Is the church liable when an adult member has a consensual sexual relationship with one of the church’s pastors? This question was addressed first to the Common Pleas Court in Franklin County, Ohio when a member sued the church claiming she was “taken advantage of” by a sexual encounter with a former pastor. She claimed the church was liable for the acts of its former pastor who apparently had a history of such encounters. It was not clear the then current pastor had advance notice of the former pastor’s history. The Common Pleas Court ruled in favor of the church and the member appealed.
The Tenth District Court of Appeals held that the church was not liable because the former pastor’s conduct was outside the scope of his pastoral duties, and was not reasonably foreseeable. The Court noted that the act was planned in advance, did not occur on or near church premises, and did not arise out of a counseling session, but occurred when the pastor invited the member to his apartment, while telling her his wife was not home.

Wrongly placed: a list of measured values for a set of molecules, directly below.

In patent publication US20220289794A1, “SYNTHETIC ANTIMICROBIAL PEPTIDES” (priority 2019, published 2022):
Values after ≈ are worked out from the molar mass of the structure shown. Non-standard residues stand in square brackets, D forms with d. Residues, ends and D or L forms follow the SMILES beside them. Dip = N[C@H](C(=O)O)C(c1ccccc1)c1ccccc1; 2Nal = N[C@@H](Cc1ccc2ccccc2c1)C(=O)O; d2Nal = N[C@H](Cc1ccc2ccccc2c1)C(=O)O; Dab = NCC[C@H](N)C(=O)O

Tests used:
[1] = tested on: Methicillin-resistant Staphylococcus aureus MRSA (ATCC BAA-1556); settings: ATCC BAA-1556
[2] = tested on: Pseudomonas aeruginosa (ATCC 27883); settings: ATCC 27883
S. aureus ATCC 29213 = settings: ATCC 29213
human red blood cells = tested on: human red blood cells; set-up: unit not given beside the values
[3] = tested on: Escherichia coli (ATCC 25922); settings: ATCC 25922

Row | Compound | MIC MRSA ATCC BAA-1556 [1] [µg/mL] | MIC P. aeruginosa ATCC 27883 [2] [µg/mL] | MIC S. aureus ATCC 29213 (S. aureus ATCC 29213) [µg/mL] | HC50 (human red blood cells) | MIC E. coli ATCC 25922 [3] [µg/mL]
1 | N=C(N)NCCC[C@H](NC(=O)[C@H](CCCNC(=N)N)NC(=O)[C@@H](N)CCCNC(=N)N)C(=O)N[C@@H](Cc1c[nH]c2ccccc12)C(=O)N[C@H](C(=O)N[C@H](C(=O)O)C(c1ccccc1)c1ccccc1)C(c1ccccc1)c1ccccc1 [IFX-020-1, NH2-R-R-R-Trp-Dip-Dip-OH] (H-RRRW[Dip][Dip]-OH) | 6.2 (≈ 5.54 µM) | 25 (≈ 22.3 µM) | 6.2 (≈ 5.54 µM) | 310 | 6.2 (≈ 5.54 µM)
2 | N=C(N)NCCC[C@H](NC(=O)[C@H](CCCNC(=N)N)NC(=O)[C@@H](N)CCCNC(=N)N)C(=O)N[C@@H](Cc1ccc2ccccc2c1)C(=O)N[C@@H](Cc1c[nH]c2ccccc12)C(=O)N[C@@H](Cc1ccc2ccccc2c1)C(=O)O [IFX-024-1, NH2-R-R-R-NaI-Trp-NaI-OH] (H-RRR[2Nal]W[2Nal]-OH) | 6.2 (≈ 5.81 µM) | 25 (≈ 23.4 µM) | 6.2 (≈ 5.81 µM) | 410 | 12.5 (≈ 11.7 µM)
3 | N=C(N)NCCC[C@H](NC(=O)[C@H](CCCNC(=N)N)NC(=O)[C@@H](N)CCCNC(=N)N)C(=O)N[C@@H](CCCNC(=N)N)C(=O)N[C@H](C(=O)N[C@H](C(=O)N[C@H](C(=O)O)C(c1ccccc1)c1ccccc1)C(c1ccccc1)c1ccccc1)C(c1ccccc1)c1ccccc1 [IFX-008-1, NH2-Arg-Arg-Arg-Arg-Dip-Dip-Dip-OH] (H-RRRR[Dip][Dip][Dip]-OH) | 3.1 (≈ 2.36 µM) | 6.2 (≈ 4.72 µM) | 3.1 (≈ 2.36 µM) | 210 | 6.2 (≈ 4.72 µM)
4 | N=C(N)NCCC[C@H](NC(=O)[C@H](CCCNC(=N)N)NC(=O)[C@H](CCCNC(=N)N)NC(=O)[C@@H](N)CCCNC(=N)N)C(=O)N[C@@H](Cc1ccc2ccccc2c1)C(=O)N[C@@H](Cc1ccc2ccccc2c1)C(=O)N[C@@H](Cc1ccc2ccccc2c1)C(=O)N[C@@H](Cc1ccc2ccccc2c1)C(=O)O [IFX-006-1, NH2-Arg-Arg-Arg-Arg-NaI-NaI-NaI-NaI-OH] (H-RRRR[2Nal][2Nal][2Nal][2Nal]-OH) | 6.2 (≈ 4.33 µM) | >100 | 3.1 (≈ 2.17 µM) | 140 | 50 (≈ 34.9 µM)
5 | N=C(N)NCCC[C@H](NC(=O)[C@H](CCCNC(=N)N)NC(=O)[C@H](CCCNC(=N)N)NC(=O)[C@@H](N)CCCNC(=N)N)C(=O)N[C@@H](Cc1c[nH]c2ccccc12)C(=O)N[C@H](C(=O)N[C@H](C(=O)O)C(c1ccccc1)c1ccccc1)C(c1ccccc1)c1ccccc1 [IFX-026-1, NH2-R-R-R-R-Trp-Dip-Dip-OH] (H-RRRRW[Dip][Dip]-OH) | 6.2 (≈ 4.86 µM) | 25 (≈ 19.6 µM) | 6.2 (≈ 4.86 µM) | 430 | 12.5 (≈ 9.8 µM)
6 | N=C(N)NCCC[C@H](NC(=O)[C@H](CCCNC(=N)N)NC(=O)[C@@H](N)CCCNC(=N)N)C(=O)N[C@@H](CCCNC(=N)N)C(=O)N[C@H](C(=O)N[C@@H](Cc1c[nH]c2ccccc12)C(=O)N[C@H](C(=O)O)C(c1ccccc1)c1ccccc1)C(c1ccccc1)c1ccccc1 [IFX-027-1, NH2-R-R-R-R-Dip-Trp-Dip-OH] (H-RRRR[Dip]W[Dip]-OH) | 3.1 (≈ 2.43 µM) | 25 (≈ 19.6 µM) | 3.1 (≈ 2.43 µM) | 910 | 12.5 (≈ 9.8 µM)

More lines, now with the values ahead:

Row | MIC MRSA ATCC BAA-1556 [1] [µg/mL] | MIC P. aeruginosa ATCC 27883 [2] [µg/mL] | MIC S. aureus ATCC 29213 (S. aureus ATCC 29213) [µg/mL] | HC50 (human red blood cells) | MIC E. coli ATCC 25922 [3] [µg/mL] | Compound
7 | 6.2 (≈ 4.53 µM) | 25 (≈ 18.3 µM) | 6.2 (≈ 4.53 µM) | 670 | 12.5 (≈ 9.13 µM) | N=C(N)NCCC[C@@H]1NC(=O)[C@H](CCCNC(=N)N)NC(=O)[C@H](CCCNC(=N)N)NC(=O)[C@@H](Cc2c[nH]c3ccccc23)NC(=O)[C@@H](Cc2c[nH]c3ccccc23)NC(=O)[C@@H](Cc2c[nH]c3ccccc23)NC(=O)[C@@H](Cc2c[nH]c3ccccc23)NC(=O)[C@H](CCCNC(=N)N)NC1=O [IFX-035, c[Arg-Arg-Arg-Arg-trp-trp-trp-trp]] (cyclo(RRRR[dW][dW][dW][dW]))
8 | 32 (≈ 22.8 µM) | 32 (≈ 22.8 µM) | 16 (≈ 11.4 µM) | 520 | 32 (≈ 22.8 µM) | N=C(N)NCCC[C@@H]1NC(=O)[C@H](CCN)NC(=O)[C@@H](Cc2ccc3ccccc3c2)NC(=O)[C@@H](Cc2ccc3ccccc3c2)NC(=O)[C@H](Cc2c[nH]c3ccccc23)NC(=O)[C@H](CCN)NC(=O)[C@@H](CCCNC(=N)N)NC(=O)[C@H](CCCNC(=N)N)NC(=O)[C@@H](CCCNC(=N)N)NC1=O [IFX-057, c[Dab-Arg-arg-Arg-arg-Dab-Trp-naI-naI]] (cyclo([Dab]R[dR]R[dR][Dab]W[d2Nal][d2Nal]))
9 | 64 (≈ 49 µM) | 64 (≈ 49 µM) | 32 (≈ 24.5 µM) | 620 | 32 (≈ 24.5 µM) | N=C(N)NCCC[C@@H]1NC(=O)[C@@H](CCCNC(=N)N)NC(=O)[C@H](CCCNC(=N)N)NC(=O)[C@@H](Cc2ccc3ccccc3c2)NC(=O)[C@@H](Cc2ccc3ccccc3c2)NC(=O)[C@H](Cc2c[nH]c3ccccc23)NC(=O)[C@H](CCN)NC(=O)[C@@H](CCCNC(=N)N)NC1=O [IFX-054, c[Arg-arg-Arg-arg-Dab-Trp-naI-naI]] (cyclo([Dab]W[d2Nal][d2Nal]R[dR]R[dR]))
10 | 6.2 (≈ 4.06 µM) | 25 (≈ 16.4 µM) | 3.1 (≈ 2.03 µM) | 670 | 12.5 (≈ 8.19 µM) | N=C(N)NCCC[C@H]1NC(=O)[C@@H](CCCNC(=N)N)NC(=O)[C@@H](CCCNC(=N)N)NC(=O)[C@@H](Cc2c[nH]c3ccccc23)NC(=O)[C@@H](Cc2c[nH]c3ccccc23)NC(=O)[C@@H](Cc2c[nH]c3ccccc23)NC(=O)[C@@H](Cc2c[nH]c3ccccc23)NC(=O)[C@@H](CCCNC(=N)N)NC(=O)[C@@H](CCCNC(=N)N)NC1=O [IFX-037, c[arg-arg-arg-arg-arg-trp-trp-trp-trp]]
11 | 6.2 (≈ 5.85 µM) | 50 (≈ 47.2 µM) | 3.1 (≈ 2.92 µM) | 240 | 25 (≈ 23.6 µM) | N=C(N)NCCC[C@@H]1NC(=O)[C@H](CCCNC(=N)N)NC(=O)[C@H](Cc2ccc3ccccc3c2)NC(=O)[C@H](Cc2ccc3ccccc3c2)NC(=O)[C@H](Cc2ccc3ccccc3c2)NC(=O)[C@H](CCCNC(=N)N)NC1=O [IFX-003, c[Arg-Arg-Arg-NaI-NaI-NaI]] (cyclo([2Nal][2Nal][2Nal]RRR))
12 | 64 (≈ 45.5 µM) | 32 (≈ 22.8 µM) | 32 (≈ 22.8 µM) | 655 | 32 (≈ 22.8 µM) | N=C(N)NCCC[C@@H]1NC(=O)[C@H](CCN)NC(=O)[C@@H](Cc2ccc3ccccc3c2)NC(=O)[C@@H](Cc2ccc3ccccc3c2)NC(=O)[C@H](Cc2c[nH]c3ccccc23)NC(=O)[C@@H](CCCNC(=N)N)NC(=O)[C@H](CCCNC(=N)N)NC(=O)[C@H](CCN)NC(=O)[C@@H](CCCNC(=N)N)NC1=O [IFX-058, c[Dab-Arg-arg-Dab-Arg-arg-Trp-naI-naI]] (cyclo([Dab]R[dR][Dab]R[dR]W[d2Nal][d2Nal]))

Further, the member’s claim that the former pastor “took sexual advantage” of her, fell short of alleging she was incapable of consenting, so the former pastor was not individually liable. Consequently, the church could not be held liable. DiPietro v. Lighthouse Ministries, 159 Ohio App. 3d 766 (2005).
So, the answer to the question is: it depends on the facts. The DiPietro case should be viewed with caution. The
Appeals Court took great pains to distinguish the facts before it from a situation in which a member actually is taken advantage of when not in a position to refuse consent. Also, the Court separated the place of the sexual encounter away from church property or from a church counseling session.